Perceived effectiveness of an office administration curriculum



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Purpose: The purpose of this study was to assess the effectiveness of the two-year Office Administration curriculum at Nicholls State University in Thibodaux, Louisiana. Procedures: The 98 graduates of 1980-82, all female, and their employers were surveyed via researcher-made questionnaires to determine perceptions regarding a list of office-related competencies. The list included both academic/technical and personal/social competencies. A pilot study preceded the actual study to validate instruments. A graduate response rate of 72.2 percent was achieved: employer response totaled Z0 percent of graduate response. Graduates responded to each competency in three ways: (1) importance in their office-related job, (2) degree of emphasis given in the Office Administration curriculum, and (3) self evaluation of competence. A five-point scale was used. Graduates also provided job and education-related information so that a graduate profile could be developed. Employers responded to the list of competencies in two ways: (1) importance in graduate's job, and (2) evaluation of graduate's level of competence. Hypotheses: Three hypotheses were tested at the .05 level of significance. HO1: There will be no significant difference between importance of a job competency and degree of emphasis placed on that competency in the Office Administration curriculum, as perceived by the graduate. Graduate responses to the two categories were matched to produce mean discrepancy scores. Significant differences resulted for 47 of 86 competencies; the null hypothesis was rejected in these cases. However, 34 of the 47 were negatively discrepant, indicating curricular emphasis greater than job importance. Positive discrepancies occurred in three academic competencies: Telephone Usage, Handling Mail, and Document Retrieval; and in ten affective areas: Ability to Follow Directions, Adaptability to Change, Ambition, Attitude/Outlook, Concern for Productivity, Emotional Maturity, Human Relation Skills, Manners/ Mannerisms, Priority Setting, and Punctuality/Attendance. Ho2: There will be no significant difference between importance of a job competency as perceived by graduate and by employer. Analysis occurred between graduate and employer responses to Importance in Job. Significant differences occurred for 12 of 86 competencies; the null hypothesis was rejected in these cases. In 10 cases. graduates gave higher ratings than did employers: Dictation to Others, Management Organizing, Telephone Usage, Alphabetic Filing, Grammar Punctuation, Spelling, Ambition, Manners/Mannerisms, and Priority Setting. Employers rated higher for Mathematics Fractions and Mathematics Equations. Ho3: There will be no significant difference between graduate's perception of her competence in an area and employer's perception of graduate's competence. Analysis consisted of comparison of graduate's self evaluation and employer's evaluation of the graduate's competence. Significant discrepancies occurred for 9 of 86 competencies; the null hypothesis was rejected in these cases. For seven discrepancies, employers rated higher than did graduates: Posting/Accounts Management, Interpretation of Legal Materials, Insurance, Mathematics Decimals, Mathematics Fractions, Mathematics Percentages, and Priority Setting. Graduates rated higher in two Typewriting competencies: Letters and Memos, and Reports and Manuscripts. Conclusions: 1. Curricular emphasis generally meets or exceeds job requirements for academic competencies. Affective areas tend to show deficient curricular emphasis. 2. Responses of graduates and employers as to job importance and to degree of graduate competency in selected areas generally agree. Where differences occur, graduates tend to give higher job ratings and lower self ratings than do their employers. Recommendations: 1. Academic areas of inadequate curricular emphasis should be addressed. Areas showing significant emphasis beyond job requirements should be further examined, as over-preparation in these areas may lead to neglect of other needful areas. 2. The affective competencies should be evaluated in terms of their place in the curriculum. 3. On going follow-up is recommended as a regular part of curricular evaluation. As perceptions of graduates and employers have been established to be fairly consistent, efforts can be concentrated on graduates who, as a group, are more accessible. Employers should not, however, be removed from the evaluation effort.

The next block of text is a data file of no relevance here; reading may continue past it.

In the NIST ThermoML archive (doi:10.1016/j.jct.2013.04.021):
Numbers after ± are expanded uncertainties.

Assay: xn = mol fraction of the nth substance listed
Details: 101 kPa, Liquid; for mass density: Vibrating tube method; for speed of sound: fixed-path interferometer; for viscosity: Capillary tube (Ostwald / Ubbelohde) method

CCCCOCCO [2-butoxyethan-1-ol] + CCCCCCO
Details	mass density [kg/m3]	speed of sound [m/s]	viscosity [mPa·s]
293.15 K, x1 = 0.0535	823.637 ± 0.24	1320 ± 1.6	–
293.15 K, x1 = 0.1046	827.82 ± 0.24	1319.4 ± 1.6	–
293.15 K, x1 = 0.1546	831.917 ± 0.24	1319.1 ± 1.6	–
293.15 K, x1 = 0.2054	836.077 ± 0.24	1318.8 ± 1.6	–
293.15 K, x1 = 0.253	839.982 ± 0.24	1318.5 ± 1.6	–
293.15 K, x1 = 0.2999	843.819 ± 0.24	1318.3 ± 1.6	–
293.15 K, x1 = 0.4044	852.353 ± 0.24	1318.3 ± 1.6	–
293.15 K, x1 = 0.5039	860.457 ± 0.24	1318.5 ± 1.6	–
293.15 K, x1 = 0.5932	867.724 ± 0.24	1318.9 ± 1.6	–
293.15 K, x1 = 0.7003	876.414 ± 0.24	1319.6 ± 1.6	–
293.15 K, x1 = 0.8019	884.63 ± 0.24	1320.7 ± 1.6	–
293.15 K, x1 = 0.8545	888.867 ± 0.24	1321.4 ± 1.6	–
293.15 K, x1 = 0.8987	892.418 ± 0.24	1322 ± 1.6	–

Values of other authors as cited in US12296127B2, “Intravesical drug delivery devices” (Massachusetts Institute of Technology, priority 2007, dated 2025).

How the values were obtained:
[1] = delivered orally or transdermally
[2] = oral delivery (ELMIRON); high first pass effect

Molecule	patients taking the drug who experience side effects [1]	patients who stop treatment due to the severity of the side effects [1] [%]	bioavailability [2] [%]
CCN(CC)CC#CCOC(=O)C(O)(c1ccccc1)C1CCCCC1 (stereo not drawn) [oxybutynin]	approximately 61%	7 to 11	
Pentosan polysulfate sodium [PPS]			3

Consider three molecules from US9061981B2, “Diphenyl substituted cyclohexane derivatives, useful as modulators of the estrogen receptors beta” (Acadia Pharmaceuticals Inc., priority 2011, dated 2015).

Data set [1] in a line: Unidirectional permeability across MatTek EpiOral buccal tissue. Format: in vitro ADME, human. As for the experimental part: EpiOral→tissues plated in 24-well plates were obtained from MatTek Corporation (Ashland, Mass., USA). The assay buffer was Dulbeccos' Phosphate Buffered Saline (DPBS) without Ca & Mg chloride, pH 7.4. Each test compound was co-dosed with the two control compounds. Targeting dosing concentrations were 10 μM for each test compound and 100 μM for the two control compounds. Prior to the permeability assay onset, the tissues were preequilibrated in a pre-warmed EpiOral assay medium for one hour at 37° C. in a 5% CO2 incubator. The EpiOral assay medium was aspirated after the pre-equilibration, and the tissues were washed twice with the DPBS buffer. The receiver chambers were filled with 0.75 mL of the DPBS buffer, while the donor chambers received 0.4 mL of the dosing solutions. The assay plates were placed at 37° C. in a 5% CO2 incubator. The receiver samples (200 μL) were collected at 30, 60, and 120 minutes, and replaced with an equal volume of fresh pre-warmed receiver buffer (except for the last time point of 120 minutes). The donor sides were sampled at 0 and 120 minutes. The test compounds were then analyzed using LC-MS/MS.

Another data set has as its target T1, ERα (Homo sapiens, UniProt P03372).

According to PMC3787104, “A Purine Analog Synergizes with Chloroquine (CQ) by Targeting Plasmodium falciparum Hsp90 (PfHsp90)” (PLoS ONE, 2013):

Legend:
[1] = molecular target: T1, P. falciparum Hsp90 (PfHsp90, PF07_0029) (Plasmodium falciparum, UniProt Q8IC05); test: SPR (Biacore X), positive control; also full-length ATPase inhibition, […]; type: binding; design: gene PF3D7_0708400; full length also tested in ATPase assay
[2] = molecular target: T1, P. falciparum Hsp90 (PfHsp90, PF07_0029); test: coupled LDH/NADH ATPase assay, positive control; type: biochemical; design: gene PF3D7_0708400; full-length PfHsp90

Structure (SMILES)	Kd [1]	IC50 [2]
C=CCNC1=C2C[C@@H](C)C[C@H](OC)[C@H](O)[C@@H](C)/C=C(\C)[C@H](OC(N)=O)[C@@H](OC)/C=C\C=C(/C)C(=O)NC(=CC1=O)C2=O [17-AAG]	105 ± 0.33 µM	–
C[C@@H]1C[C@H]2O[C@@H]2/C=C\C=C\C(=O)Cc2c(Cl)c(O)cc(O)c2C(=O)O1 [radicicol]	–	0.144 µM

Office management--Study and teaching (Higher)